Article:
BBC SSO/Runnicles

City Halls, Glasgow

Keith Bruce

four stars

FAR be it from me to take issue with the SSO’s Conductor Emeritus Donald Runnicles, especially as his annual visit to direct this orchestra is the only time we see the Scot on home turf these days, but Henri Dutilleux and Anton Bruckner seemed odd bed-fellows in this programme. While both were devout admirers of Richard Wagner, Dutilleux had little time for the imposing German’s acolytes, of which Bruckner was certainly one, as his Eighth Symphony makes abundantly clear.

Bruckner’s last completed symphony is also his longest and had the most troubled, extended, gestation. Some would say it also best exhibits his tendency to meander off-piste, as the various attempts to fix it during his lifetime and since might suggest. Runnicles chose the most commonly-accepted Nowak edition, placing the focus firmly on the epic third movement Adagio, which is either majestic or relentless, depending on your view. Certainly it is music that needs an advocate as passionate as Runnicles bringing his personality to bear on it, None of the movements is short and keeping them in shape and maintaining momentum is no small task. For all that the composer requires three harps — in the only one of his symphonies to use the instrument at all — most of the time the score is all about the fifty strings and large corps of horns and Wagner tubas. But it can be the detail in the winds that really matter, and that’s where the distinctive tone of the SSO’s first oboe Stella McCracken was crucial on Thursday evening.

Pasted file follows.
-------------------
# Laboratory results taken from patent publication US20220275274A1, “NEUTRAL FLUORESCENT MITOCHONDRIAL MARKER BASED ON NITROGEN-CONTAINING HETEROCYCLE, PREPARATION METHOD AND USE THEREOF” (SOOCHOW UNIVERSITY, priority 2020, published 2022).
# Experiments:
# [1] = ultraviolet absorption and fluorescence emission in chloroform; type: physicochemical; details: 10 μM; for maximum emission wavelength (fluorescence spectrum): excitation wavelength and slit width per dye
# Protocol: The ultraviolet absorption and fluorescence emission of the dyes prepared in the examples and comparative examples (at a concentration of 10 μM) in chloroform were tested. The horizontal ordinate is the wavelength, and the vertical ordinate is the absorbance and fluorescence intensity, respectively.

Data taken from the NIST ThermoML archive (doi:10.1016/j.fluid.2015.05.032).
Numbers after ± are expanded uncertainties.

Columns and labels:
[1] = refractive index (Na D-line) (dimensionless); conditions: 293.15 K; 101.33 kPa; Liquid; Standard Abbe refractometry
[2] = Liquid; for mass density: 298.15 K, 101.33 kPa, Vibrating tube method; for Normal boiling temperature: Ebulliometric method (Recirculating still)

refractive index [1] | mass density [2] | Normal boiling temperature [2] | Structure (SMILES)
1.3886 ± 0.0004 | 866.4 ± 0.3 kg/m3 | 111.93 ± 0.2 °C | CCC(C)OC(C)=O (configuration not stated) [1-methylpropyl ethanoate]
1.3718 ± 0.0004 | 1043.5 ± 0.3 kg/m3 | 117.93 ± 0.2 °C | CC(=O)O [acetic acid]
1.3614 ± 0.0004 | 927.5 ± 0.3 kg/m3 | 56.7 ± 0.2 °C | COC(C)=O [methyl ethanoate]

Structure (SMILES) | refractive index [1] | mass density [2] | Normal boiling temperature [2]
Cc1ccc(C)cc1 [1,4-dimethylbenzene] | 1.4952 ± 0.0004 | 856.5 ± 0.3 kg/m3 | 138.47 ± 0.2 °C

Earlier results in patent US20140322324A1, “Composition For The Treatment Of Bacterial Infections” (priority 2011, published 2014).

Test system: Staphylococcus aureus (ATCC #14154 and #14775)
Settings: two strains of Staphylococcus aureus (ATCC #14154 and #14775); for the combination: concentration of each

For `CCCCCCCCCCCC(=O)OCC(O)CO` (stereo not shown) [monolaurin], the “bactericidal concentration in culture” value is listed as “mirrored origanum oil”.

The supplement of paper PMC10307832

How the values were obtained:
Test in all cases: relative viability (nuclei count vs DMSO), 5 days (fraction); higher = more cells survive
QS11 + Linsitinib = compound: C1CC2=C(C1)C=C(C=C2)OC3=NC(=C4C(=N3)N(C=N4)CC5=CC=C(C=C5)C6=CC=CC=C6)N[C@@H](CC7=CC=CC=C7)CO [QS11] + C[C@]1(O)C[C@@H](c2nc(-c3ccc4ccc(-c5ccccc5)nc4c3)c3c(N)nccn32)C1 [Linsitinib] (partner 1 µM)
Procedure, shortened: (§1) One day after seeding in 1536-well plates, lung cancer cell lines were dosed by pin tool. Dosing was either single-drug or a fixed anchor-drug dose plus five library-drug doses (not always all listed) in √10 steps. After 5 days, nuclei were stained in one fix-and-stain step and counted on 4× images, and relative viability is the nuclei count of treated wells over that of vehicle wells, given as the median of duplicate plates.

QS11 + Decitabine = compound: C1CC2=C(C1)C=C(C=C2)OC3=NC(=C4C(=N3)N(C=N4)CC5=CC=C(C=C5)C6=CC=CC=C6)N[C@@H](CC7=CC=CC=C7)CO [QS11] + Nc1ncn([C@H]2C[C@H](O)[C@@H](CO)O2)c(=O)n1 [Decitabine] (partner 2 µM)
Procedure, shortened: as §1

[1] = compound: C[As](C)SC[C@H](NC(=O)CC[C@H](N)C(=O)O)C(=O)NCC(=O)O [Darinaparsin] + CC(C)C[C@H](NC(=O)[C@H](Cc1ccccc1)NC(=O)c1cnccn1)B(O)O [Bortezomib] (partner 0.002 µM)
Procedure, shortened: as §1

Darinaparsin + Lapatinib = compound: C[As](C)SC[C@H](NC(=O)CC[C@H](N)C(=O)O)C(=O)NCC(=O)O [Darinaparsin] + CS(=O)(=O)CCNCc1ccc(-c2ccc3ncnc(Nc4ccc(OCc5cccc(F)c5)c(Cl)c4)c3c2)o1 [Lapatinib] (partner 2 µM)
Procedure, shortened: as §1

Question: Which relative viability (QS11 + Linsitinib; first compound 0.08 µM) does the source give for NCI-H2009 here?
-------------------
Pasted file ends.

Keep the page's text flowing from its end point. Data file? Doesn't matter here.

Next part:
The impression remained, however, that Dutilleux is the superior orchestrator. The concert began with his late work, Correspondances for soprano and orchestra, setting the texts of letters by Rilke, Mukherjee, Solzhenitsyn, and Van Gogh. Sung with luminous perfection and beautiful diction by Carolyn Sampson, even if she might have imposed her own personality on the material a little more, the French text is a of secondary importance to the vibrancy of the colours in the music. Detail like Ilona Suomalainen’s accordion cameo sat wonderfully alongside the ensemble recreation of the sound of a gong for the Rilke verses, its resonances played as harmonics on the string basses.